Prof. Ariana Bianchi
Enc 1101 9:30 Tues/Thur
20 November 2012
You Want Fries With That?
In the beginning was the potato. How it found its way from the South American highlands into those little sacks of McDonald's fries is a long, adventurous tale that remains untold. With a history dating back to when humans first realized the importance of spice trading, the artificial flavor industry has gradually become a growing industry whose members consider their trade an art form. I’m not ashamed to admit that Eric Schlosser introduced me to the flavor industry. He not only explains why McDonalds fries are so good, but he also exposed McDonald’s and other fast food businesses roles in the restaurant business. He wanted us to know how restaurant businesses have made their fattening over-greasy food into overwhelming comfort foods. Starting out with an example about how McDonald's new fries recipes cooked with vegetable oil yet still had the same taste as the old recipes using the oil with 93% beef tallow, Schlosser pointed out that additive flavor was the main component, which makes "most of the food American eat today tastes the way it does." Additive flavors are divided into two categories: natural flavors and artificial flavors. Since most of the food processing techniques destroy the food's true taste, additive flavors are needed to compensate for that. It's amazing to me to learn that just a little more than 50 years ago McDonald's really cared about their food. The preparation of the french fry was once "religious". All that has since changed dramatically. What used to take hours to make a batch of fries now take a matter of minutes. I think his intentions were just that. It’s about time someone let us know what’s really going into our food. I mean speaking for myself, most of the ingredients in the food we eat are even difficult to pronounce it’s like I’m reading hieroglyphics, therefore; how can we truly know what is in the foods we are...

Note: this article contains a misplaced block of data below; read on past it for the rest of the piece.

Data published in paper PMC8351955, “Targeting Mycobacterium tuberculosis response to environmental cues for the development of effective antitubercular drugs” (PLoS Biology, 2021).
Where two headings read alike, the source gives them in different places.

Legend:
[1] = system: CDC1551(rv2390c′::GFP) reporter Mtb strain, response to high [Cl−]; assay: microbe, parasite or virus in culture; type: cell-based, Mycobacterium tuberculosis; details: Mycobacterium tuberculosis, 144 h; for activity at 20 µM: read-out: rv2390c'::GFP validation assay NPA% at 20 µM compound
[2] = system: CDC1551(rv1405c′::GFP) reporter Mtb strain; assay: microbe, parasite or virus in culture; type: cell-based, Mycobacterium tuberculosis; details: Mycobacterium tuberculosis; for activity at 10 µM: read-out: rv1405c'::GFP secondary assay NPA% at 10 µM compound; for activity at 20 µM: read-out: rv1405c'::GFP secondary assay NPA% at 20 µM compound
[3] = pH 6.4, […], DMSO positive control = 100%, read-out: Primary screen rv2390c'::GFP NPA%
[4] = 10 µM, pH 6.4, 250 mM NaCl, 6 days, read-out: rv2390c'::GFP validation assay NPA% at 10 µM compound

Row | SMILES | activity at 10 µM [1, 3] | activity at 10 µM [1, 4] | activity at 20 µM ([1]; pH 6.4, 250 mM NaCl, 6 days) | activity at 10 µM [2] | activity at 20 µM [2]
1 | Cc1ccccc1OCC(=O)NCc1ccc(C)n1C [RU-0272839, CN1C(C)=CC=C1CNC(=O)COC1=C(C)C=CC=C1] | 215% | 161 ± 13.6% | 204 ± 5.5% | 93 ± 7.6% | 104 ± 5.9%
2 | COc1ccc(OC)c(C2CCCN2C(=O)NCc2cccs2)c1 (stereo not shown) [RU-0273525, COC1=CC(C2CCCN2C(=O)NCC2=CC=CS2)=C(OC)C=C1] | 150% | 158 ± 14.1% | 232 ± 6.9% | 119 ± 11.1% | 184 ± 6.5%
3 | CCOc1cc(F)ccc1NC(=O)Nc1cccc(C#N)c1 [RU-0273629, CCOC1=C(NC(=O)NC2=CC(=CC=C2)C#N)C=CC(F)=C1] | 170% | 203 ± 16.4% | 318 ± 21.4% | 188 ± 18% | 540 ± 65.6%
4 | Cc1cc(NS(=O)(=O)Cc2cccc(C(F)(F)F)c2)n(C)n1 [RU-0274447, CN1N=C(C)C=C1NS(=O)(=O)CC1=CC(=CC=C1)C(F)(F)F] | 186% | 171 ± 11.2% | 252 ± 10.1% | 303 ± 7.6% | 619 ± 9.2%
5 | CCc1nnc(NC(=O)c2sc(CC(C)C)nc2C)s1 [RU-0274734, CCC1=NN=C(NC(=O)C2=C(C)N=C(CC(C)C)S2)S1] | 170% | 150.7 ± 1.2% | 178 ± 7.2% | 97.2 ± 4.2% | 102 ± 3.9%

Please join StudyMode to read the full document